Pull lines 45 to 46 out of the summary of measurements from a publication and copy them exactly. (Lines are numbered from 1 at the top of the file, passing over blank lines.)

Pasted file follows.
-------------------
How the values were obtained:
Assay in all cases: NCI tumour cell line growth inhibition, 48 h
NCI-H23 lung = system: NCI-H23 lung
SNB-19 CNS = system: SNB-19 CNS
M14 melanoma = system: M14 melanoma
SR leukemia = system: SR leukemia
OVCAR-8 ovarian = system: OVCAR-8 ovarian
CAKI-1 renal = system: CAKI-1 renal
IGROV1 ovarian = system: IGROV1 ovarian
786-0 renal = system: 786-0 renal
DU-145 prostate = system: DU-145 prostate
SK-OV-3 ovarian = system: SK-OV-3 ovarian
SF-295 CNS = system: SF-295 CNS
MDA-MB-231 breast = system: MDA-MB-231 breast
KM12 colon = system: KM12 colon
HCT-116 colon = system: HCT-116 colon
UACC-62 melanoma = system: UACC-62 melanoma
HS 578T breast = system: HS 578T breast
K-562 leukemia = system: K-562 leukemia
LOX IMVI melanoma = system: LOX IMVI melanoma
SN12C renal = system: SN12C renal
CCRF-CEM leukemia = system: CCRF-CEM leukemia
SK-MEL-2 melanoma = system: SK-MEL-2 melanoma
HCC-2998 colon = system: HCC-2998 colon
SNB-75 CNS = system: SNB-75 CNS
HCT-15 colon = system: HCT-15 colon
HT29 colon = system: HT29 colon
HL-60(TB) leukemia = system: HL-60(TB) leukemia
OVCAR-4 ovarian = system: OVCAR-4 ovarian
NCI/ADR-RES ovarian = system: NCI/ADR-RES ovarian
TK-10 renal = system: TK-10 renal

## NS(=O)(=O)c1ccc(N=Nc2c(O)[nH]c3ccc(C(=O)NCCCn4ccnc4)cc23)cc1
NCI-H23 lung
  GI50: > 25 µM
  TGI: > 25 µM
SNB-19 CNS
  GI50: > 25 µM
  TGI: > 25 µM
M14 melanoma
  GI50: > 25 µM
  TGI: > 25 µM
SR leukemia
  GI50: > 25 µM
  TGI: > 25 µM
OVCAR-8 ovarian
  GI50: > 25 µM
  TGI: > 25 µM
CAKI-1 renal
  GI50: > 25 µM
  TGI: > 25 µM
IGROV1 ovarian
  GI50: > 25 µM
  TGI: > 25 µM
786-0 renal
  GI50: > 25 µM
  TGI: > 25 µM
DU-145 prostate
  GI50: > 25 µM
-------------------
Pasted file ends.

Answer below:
OVCAR-8 ovarian
  GI50: > 25 µM